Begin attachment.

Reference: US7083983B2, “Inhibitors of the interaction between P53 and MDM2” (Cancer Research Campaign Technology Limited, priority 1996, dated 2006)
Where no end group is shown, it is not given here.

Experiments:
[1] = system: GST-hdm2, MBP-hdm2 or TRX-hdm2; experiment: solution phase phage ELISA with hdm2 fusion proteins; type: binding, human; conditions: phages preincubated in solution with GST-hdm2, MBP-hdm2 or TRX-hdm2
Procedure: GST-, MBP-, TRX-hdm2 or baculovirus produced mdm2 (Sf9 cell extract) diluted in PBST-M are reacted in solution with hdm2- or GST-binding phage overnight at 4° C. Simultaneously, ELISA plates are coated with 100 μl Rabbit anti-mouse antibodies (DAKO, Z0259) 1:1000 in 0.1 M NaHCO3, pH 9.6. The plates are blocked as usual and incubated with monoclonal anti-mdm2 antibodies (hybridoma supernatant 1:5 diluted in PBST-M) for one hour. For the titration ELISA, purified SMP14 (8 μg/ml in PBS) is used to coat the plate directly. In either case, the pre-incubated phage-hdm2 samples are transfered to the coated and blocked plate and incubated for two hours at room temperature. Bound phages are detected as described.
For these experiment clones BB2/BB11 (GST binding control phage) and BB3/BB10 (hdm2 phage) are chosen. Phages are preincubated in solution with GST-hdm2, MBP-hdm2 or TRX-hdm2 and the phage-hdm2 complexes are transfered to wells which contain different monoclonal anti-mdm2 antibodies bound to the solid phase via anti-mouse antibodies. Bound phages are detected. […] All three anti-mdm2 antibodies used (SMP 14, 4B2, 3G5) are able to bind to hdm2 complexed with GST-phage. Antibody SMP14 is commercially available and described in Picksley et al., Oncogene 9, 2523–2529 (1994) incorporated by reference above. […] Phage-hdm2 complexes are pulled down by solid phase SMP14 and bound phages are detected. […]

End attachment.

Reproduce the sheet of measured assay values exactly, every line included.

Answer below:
Reference: US7083983B2, “Inhibitors of the interaction between P53 and MDM2” (Cancer Research Campaign Technology Limited, priority 1996, dated 2006)
Where no end group is shown, it is not given here.

Experiments:
[1] = system: GST-hdm2, MBP-hdm2 or TRX-hdm2; experiment: solution phase phage ELISA with hdm2 fusion proteins; type: binding, human; conditions: phages preincubated in solution with GST-hdm2, MBP-hdm2 or TRX-hdm2
Procedure: GST-, MBP-, TRX-hdm2 or baculovirus produced mdm2 (Sf9 cell extract) diluted in PBST-M are reacted in solution with hdm2- or GST-binding phage overnight at 4° C. Simultaneously, ELISA plates are coated with 100 μl Rabbit anti-mouse antibodies (DAKO, Z0259) 1:1000 in 0.1 M NaHCO3, pH 9.6. The plates are blocked as usual and incubated with monoclonal anti-mdm2 antibodies (hybridoma supernatant 1:5 diluted in PBST-M) for one hour. For the titration ELISA, purified SMP14 (8 μg/ml in PBS) is used to coat the plate directly. In either case, the pre-incubated phage-hdm2 samples are transfered to the coated and blocked plate and incubated for two hours at room temperature. Bound phages are detected as described.
For these experiment clones BB2/BB11 (GST binding control phage) and BB3/BB10 (hdm2 phage) are chosen. Phages are preincubated in solution with GST-hdm2, MBP-hdm2 or TRX-hdm2 and the phage-hdm2 complexes are transfered to wells which contain different monoclonal anti-mdm2 antibodies bound to the solid phase via anti-mouse antibodies. Bound phages are detected. […] All three anti-mdm2 antibodies used (SMP 14, 4B2, 3G5) are able to bind to hdm2 complexed with GST-phage. Antibody SMP14 is commercially available and described in Picksley et al., Oncogene 9, 2523–2529 (1994) incorporated by reference above. […] Phage-hdm2 complexes are pulled down by solid phase SMP14 and bound phages are detected. […]